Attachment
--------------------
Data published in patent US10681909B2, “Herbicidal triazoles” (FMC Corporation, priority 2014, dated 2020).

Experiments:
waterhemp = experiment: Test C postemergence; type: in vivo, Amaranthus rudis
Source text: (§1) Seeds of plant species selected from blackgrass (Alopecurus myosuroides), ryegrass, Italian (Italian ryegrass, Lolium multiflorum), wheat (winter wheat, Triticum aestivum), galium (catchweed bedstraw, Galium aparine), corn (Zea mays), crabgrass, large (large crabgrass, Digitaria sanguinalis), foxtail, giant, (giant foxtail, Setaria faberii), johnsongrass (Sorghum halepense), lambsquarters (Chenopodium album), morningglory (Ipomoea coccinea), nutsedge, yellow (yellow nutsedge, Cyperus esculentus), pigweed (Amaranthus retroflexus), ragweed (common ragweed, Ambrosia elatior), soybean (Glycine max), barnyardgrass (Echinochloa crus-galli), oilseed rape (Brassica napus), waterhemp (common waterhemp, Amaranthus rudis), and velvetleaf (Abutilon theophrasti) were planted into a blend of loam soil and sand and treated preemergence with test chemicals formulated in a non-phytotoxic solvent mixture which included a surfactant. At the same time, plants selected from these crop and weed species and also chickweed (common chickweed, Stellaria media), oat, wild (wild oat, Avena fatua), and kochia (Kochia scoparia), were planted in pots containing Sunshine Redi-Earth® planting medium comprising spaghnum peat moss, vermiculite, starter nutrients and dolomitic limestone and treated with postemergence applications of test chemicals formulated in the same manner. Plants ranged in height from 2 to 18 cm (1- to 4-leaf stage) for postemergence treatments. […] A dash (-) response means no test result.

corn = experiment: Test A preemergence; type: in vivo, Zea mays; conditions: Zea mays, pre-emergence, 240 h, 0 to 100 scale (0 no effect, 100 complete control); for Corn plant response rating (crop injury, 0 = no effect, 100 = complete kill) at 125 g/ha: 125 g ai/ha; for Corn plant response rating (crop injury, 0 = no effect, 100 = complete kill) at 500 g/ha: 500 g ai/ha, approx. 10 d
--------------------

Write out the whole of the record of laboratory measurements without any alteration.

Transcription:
Data published in patent US10681909B2, “Herbicidal triazoles” (FMC Corporation, priority 2014, dated 2020).

Experiments:
waterhemp = experiment: Test C postemergence; type: in vivo, Amaranthus rudis
Source text: (§1) Seeds of plant species selected from blackgrass (Alopecurus myosuroides), ryegrass, Italian (Italian ryegrass, Lolium multiflorum), wheat (winter wheat, Triticum aestivum), galium (catchweed bedstraw, Galium aparine), corn (Zea mays), crabgrass, large (large crabgrass, Digitaria sanguinalis), foxtail, giant, (giant foxtail, Setaria faberii), johnsongrass (Sorghum halepense), lambsquarters (Chenopodium album), morningglory (Ipomoea coccinea), nutsedge, yellow (yellow nutsedge, Cyperus esculentus), pigweed (Amaranthus retroflexus), ragweed (common ragweed, Ambrosia elatior), soybean (Glycine max), barnyardgrass (Echinochloa crus-galli), oilseed rape (Brassica napus), waterhemp (common waterhemp, Amaranthus rudis), and velvetleaf (Abutilon theophrasti) were planted into a blend of loam soil and sand and treated preemergence with test chemicals formulated in a non-phytotoxic solvent mixture which included a surfactant. At the same time, plants selected from these crop and weed species and also chickweed (common chickweed, Stellaria media), oat, wild (wild oat, Avena fatua), and kochia (Kochia scoparia), were planted in pots containing Sunshine Redi-Earth® planting medium comprising spaghnum peat moss, vermiculite, starter nutrients and dolomitic limestone and treated with postemergence applications of test chemicals formulated in the same manner. Plants ranged in height from 2 to 18 cm (1- to 4-leaf stage) for postemergence treatments. […] A dash (-) response means no test result.

corn = experiment: Test A preemergence; type: in vivo, Zea mays; conditions: Zea mays, pre-emergence, 240 h, 0 to 100 scale (0 no effect, 100 complete control); for Corn plant response rating (crop injury, 0 = no effect, 100 = complete kill) at 125 g/ha: 125 g ai/ha; for Corn plant response rating (crop injury, 0 = no effect, 100 = complete kill) at 500 g/ha: 500 g ai/ha, approx. 10 d